Tepco falling behind with restructuring

Bailout fund blames delayed reactor restarts

Kyodo

Tokyo Electric Power Co. is having difficulty sticking to its 10-year restructuring plan as its nuclear reactors remain idle, a key member of a government-backed fund providing financial assistance to Tepco said Thursday.

“Because the restarting of the Kashiwazaki-Kariwa plant is falling further behind schedule, it is a fact that differences between the business plan (and the current situation) are widening,” Yoshiharu Kawabata told reporters, referring to the complex in Niigata Prefecture, the biggest of Tepco’s three nuclear plants.

Kawabata, head of the decision-making board of the Nuclear Damage Liability Facilitation Fund, made the remarks after he met with Tepco President Naomi Hirose.

He did not specify when the business plan should be revised, only noting that he will “keep a close watch” on the issues surrounding the restart of the utility’s reactors.

On Thursday, Tepco officials presented to the board a report on recent developments regarding its business conditions.

Under the 10-year restructuring plan jointly compiled by the fund and Tepco, the utility is projected to move into the black in the current fiscal year through March by reactivating some of the seven reactors at its Kashiwazaki-Kariwa plant. This would help curb its heavy fuel costs for thermal power generation, and by other steps.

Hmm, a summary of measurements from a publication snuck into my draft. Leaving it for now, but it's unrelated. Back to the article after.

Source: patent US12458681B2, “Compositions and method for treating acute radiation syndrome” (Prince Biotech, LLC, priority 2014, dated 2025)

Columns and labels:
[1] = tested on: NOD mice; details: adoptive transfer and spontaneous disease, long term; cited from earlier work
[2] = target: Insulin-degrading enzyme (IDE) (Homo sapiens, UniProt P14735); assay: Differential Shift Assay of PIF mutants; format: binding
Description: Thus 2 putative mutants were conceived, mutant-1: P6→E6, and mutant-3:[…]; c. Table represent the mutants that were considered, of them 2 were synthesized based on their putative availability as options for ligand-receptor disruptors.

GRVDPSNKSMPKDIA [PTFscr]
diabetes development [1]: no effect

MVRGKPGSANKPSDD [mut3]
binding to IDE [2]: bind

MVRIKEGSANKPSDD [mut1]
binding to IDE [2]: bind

For the April-June quarter, Tepco reported a group net profit of ¥437.93 billion but posted an ordinary loss of ¥29.49 billion amid growing fuel costs.

With the new nuclear regulations that came into force in July, some utilities applied for safety checks of their reactors by the Nuclear Regulation Authority so they can restart them, but Tepco has not been able to apply for the screening of the Kashiwazaki-Kariwa reactors in the face of opposition from Niigata Gov. Hirohiko Izumida.

Tepco has three nuclear plants — Kashiwazaki-Kariwa, the six-reactor Fukushima No. 1, which was wrecked by the huge earthquake and tsunami in March 2011 and lost four of its units, three to core meltdown, and the four-reactor Fukushima No. 2, located near the No. 1 plant.

Return to profitability

Tokyo Electric Power Co. earned a group net profit of ¥437.93 billion in the April-June quarter, but fuel costs for thermal power generation continued to weigh heavily on the bottom line.

The quarterly net profit compares with a loss of ¥288.39 billion incurred the year before, Tepco said Wednesday.

Tepco, struggling to turn its business around after receiving a ¥1 trillion capital injection from the government, registered an operating loss of ¥23.49 billion in the quarter, compared with a loss of ¥108.84 billion a year earlier, while revenue was up 9.8 percent to ¥1.44 trillion.

The utility did not release an earnings outlook for the full fiscal year due to the difficulty in forecasting whether any of its idled reactors at its Kashiwazaki-Kariwa plant in Niigata Prefecture will be allowed to restart — a key measure to help curb fuel costs.